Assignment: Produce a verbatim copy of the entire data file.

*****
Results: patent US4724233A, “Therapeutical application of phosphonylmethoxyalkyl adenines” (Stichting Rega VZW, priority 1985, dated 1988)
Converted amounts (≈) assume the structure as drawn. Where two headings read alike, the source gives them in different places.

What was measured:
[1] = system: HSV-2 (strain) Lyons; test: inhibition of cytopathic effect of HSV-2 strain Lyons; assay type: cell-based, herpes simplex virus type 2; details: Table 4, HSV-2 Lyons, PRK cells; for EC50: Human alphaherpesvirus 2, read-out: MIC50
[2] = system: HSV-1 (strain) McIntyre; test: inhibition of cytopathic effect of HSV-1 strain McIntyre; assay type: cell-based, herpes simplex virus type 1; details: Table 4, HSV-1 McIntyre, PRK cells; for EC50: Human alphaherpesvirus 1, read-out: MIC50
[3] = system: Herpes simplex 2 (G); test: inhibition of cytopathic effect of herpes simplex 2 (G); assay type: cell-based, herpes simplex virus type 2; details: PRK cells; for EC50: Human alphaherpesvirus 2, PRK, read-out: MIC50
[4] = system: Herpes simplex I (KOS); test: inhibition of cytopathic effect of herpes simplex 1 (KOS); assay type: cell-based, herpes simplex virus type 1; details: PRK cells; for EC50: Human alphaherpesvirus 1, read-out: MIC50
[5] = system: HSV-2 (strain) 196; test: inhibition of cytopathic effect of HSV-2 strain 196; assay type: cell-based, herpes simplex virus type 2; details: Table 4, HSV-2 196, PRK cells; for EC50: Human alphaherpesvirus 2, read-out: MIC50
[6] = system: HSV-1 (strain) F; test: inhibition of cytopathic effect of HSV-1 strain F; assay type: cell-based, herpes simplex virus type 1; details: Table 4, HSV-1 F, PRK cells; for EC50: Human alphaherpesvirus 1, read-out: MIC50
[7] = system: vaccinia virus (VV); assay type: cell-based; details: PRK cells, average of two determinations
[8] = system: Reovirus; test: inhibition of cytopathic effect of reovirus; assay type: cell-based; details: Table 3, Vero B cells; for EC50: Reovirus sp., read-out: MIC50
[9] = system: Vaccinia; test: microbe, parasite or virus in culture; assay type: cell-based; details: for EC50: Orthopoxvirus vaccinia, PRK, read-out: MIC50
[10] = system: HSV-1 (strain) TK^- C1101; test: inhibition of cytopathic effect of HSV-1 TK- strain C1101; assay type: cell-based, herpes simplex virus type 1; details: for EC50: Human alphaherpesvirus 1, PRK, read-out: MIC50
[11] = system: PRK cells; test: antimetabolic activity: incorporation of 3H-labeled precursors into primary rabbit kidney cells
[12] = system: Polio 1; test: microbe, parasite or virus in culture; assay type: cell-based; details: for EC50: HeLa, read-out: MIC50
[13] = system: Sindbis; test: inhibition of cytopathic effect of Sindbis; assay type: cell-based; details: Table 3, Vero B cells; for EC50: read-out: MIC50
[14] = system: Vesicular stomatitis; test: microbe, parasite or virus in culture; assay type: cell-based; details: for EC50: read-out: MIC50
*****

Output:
Results: patent US4724233A, “Therapeutical application of phosphonylmethoxyalkyl adenines” (Stichting Rega VZW, priority 1985, dated 1988)
Converted amounts (≈) assume the structure as drawn. Where two headings read alike, the source gives them in different places.

What was measured:
[1] = system: HSV-2 (strain) Lyons; test: inhibition of cytopathic effect of HSV-2 strain Lyons; assay type: cell-based, herpes simplex virus type 2; details: Table 4, HSV-2 Lyons, PRK cells; for EC50: Human alphaherpesvirus 2, read-out: MIC50
[2] = system: HSV-1 (strain) McIntyre; test: inhibition of cytopathic effect of HSV-1 strain McIntyre; assay type: cell-based, herpes simplex virus type 1; details: Table 4, HSV-1 McIntyre, PRK cells; for EC50: Human alphaherpesvirus 1, read-out: MIC50
[3] = system: Herpes simplex 2 (G); test: inhibition of cytopathic effect of herpes simplex 2 (G); assay type: cell-based, herpes simplex virus type 2; details: PRK cells; for EC50: Human alphaherpesvirus 2, PRK, read-out: MIC50
[4] = system: Herpes simplex I (KOS); test: inhibition of cytopathic effect of herpes simplex 1 (KOS); assay type: cell-based, herpes simplex virus type 1; details: PRK cells; for EC50: Human alphaherpesvirus 1, read-out: MIC50
[5] = system: HSV-2 (strain) 196; test: inhibition of cytopathic effect of HSV-2 strain 196; assay type: cell-based, herpes simplex virus type 2; details: Table 4, HSV-2 196, PRK cells; for EC50: Human alphaherpesvirus 2, read-out: MIC50
[6] = system: HSV-1 (strain) F; test: inhibition of cytopathic effect of HSV-1 strain F; assay type: cell-based, herpes simplex virus type 1; details: Table 4, HSV-1 F, PRK cells; for EC50: Human alphaherpesvirus 1, read-out: MIC50
[7] = system: vaccinia virus (VV); assay type: cell-based; details: PRK cells, average of two determinations
[8] = system: Reovirus; test: inhibition of cytopathic effect of reovirus; assay type: cell-based; details: Table 3, Vero B cells; for EC50: Reovirus sp., read-out: MIC50
[9] = system: Vaccinia; test: microbe, parasite or virus in culture; assay type: cell-based; details: for EC50: Orthopoxvirus vaccinia, PRK, read-out: MIC50
[10] = system: HSV-1 (strain) TK^- C1101; test: inhibition of cytopathic effect of HSV-1 TK- strain C1101; assay type: cell-based, herpes simplex virus type 1; details: for EC50: Human alphaherpesvirus 1, PRK, read-out: MIC50
[11] = system: PRK cells; test: antimetabolic activity: incorporation of 3H-labeled precursors into primary rabbit kidney cells
[12] = system: Polio 1; test: microbe, parasite or virus in culture; assay type: cell-based; details: for EC50: HeLa, read-out: MIC50
[13] = system: Sindbis; test: inhibition of cytopathic effect of Sindbis; assay type: cell-based; details: Table 3, Vero B cells; for EC50: read-out: MIC50
[14] = system: Vesicular stomatitis; test: microbe, parasite or virus in culture; assay type: cell-based; details: for EC50: read-out: MIC50